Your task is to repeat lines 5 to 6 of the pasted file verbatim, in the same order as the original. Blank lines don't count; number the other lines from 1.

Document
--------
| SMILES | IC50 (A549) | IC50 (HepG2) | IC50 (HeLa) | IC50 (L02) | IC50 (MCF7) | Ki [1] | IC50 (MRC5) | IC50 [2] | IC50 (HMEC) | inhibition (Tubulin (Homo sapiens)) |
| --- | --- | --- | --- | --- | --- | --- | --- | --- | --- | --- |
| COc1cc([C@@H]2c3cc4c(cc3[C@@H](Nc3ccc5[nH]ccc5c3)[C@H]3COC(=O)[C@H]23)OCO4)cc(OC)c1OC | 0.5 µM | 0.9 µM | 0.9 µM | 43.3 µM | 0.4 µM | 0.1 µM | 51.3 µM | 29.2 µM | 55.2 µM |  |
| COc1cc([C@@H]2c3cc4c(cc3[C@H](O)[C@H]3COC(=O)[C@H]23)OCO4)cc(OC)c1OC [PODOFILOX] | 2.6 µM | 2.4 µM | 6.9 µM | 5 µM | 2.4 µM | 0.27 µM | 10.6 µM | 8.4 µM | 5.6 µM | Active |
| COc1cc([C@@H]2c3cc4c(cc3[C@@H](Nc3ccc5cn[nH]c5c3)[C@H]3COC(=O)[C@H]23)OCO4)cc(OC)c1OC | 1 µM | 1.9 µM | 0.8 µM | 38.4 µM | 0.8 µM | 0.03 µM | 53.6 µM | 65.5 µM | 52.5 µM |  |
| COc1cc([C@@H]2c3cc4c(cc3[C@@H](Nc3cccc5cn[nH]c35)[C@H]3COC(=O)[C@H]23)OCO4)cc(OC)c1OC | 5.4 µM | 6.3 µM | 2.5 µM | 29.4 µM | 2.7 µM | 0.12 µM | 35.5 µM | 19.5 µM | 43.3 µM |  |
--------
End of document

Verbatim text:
| COc1cc([C@@H]2c3cc4c(cc3[C@@H](Nc3ccc5cn[nH]c5c3)[C@H]3COC(=O)[C@H]23)OCO4)cc(OC)c1OC | 1 µM | 1.9 µM | 0.8 µM | 38.4 µM | 0.8 µM | 0.03 µM | 53.6 µM | 65.5 µM | 52.5 µM |  |
| COc1cc([C@@H]2c3cc4c(cc3[C@@H](Nc3cccc5cn[nH]c35)[C@H]3COC(=O)[C@H]23)OCO4)cc(OC)c1OC | 5.4 µM | 6.3 µM | 2.5 µM | 29.4 µM | 2.7 µM | 0.12 µM | 35.5 µM | 19.5 µM | 43.3 µM |  |